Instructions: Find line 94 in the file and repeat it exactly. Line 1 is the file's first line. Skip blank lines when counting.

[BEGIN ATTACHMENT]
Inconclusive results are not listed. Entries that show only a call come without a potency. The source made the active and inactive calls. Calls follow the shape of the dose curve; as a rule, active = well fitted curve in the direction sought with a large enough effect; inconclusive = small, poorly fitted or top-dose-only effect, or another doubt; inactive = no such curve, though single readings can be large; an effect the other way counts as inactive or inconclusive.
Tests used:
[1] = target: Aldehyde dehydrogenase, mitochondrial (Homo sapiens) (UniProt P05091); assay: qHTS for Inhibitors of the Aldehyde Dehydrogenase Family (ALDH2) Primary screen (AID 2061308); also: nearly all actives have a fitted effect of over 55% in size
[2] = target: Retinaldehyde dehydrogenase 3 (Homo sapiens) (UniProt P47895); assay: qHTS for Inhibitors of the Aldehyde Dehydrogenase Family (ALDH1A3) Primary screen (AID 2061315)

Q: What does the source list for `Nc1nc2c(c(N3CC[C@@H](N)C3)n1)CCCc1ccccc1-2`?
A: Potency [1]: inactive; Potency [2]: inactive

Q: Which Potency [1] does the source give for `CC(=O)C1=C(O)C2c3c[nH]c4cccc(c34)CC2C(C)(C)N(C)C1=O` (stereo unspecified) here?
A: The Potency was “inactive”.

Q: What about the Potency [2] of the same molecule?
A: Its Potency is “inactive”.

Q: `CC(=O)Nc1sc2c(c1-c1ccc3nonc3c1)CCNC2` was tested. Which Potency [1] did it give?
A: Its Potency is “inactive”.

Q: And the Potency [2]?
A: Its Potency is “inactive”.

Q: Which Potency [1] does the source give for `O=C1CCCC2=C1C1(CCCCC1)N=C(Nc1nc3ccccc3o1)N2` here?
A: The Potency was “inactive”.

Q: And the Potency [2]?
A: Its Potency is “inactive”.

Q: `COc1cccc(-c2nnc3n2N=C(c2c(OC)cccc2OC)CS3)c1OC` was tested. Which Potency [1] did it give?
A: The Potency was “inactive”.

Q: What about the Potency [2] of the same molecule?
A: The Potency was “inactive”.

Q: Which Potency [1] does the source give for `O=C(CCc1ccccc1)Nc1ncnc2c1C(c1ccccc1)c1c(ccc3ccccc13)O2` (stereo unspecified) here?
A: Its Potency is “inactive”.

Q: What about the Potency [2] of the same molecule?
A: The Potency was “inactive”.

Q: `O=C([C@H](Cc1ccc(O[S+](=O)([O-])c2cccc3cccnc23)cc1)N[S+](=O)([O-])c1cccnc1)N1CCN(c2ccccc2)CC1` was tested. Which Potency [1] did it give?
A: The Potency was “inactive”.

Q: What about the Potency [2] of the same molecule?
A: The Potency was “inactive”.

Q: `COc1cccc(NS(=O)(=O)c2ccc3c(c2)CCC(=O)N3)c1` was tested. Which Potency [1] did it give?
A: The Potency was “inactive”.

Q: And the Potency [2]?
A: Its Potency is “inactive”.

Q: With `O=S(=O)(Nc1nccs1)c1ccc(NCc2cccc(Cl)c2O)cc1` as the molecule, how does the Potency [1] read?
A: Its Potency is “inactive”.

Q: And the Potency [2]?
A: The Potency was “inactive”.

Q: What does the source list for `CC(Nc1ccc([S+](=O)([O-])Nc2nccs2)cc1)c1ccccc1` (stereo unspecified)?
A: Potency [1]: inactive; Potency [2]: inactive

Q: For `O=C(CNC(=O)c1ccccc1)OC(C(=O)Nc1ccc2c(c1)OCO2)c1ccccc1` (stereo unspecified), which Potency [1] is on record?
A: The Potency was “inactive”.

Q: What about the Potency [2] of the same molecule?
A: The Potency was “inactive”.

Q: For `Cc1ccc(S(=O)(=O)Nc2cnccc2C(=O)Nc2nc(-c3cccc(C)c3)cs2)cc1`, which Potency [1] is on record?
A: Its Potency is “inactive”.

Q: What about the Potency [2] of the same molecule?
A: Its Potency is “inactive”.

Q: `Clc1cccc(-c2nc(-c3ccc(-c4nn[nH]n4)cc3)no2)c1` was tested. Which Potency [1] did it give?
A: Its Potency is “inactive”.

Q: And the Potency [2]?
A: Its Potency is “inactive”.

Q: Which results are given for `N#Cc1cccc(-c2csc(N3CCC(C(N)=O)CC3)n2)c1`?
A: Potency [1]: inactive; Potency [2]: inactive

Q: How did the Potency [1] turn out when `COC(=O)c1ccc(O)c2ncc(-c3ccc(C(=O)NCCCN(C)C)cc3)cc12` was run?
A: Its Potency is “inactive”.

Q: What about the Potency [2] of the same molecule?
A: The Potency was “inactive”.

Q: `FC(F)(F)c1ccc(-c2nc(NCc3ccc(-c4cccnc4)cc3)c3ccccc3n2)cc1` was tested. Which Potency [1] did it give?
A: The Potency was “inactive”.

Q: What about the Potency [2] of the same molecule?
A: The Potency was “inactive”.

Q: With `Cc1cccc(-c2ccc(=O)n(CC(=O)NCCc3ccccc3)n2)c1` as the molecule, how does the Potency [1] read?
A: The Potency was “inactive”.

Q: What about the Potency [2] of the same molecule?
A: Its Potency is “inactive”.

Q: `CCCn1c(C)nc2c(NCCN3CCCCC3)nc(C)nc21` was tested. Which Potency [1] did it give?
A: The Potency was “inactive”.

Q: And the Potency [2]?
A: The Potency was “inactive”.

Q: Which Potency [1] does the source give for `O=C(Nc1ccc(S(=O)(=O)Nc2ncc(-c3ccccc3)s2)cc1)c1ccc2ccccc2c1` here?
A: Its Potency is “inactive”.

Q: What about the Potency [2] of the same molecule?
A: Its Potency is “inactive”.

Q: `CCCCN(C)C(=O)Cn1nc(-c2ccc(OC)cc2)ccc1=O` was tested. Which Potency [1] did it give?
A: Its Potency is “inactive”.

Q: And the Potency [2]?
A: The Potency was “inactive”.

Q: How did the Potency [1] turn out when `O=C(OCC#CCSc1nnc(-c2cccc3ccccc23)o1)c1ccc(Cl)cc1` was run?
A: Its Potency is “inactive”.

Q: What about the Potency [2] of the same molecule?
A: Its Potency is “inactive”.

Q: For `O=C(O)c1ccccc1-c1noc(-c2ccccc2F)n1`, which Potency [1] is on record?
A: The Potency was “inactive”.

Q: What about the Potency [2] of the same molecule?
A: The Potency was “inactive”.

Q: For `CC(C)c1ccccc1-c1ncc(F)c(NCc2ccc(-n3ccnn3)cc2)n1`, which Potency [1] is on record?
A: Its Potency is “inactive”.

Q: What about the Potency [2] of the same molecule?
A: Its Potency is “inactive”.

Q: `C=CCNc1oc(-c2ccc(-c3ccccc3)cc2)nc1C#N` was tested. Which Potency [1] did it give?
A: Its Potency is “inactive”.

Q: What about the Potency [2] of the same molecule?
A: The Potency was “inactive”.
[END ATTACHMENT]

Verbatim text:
A: The Potency was “inactive”.